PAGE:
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  • May 2023
  • 3 minutes

Life and Health Insurers’ Future? Promoting Wellbeing

  • Julianne Callaway
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Wellbeing - The Future of Life and Health Insurance
In Brief
In this article for Best's ReviewJulianne Callaway explains how insurers can redefine insurance-linked wellness programs through data analytics and behavioral science to expand the traditional role of insurance into an integrated system of support. 

But can the insurance industry, and specifically the life and health sectors, do more? Can insurers move beyond their traditionally reactive role to pursue strategies that proactively mitigate damage from life’s storms or even prevent them from occurring? With access to new data sources, improved tools and technologies, and a greater understanding of human health and wellness, the life and health industry has a unique opportunity – and a responsibility – to do exactly that.  

This requires engaging consumers at a whole new level – as an active partner in promoting their overall wellbeing. 

What does wellbeing mean for insurers?

“Wellness” is a term familiar to anyone working in life and health insurance at any point over the past 20 years. Originally focused on monitoring physical activity through steps measured by pedometers and wearable devices, insurance-linked wellness programs have expanded to include disease monitoring, mental health services, and more. These advances can produce positive results for policyholders through improved quality of life and for insurers through greater consumer engagement and healthier portfolios of insured lives. 

The term “wellbeing” extends the concept of wellness. Promoting wellbeing means adopting a holistic approach and considering all aspects of a person ’s health – including physical, mental, financial, and social.

Insurers promoting wellbeing seek to develop products that support insureds as well as those around them, such as eldercare services that meet the needs of both older adults and their caregivers. The focus on wellbeing expands the traditional role of insurance (financial protection) into an integrated system of support.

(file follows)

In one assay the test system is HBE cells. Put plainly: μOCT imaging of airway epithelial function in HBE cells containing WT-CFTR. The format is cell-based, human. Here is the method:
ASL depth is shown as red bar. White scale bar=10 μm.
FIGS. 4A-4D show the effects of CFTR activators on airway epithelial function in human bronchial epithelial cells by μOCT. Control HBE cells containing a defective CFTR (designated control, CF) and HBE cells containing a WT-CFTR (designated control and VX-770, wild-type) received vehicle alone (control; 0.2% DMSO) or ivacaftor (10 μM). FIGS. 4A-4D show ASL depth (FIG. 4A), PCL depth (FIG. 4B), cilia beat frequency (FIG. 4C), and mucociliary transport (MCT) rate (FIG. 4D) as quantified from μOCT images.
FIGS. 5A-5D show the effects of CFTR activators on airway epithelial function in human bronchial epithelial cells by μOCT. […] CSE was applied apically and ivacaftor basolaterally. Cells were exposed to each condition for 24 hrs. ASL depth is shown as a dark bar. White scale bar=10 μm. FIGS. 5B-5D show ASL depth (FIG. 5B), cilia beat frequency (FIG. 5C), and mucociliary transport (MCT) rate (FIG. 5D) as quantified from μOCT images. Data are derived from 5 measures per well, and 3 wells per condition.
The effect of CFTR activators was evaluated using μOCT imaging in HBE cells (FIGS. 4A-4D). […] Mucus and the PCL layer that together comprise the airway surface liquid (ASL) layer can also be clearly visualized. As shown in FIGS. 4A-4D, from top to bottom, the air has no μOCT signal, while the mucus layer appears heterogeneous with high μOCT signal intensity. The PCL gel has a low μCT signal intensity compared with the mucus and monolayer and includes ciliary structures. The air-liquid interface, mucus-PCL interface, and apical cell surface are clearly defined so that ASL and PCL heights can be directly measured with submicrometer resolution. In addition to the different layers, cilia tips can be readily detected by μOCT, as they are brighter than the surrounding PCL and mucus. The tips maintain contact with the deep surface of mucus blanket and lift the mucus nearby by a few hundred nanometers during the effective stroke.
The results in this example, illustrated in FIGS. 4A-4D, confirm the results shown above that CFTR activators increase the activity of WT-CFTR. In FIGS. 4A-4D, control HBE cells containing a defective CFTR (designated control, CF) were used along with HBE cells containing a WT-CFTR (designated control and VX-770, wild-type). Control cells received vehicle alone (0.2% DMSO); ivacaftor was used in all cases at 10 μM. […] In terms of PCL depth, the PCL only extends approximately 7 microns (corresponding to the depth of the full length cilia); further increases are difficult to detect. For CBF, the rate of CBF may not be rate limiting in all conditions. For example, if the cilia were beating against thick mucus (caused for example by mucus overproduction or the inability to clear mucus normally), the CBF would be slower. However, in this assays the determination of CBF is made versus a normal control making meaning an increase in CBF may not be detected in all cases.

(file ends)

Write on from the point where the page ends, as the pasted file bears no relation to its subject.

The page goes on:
How can insurers launch a wellbeing program? 

It starts with developing a clear, quantifiable understanding of how lifestyle behaviors impact mortality and morbidity. The connection between lifestyle and health and longevity is well known, but measuring that connection in a way that enables actionable insights and tangible outcomes is challenging.

At RGA, we have analyzed health survey data from the U.S. Centers for Disease Control and Prevention (CDC) to quantify the impact of lifestyle behaviors and mortality experience. We are working to leverage our ongoing analyses to improve risk segmentation, pricing, and other applications throughout the insurance value chain for the benefit of policyholders and insurers alike.

At RGA, we are eager to engage with clients to better understand and tackle the industry’s most pressing challenges together. Contact us to discuss and to learn more about RGA's capabilities, resources, and solutions.

How can insurers promote wellbeing? 

Behavior change is hard. Many existing wellness programs struggle to increase healthy activities that result in long-term health improvements. This is where the industry must look to behavioral science, a primary driver of wellness program effectiveness and a key consideration for future applications across the wellbeing spectrum.  

Behavioral science enables the design of engagement tools based on an understanding of the motivators of human behavior. Insurance-linked wellness programs provide a unique opportunity to offer financial incentives to reward healthy behavior via premium discounts and new product offers. Policyholders become more active participants in ongoing decision-making and can personalize their wellbeing activities and goals.  

Not only does promoting well-being make good business sense for our industry, it is also the right thing to do for the many people we serve.

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Meet the Authors & Experts

Julianne Callaway
Julianne Callaway
Vice President and Senior Actuary, Strategic Research, Global Actuarial Pricing and Research

Additional Resources

Reprinted with permission from Best's Review.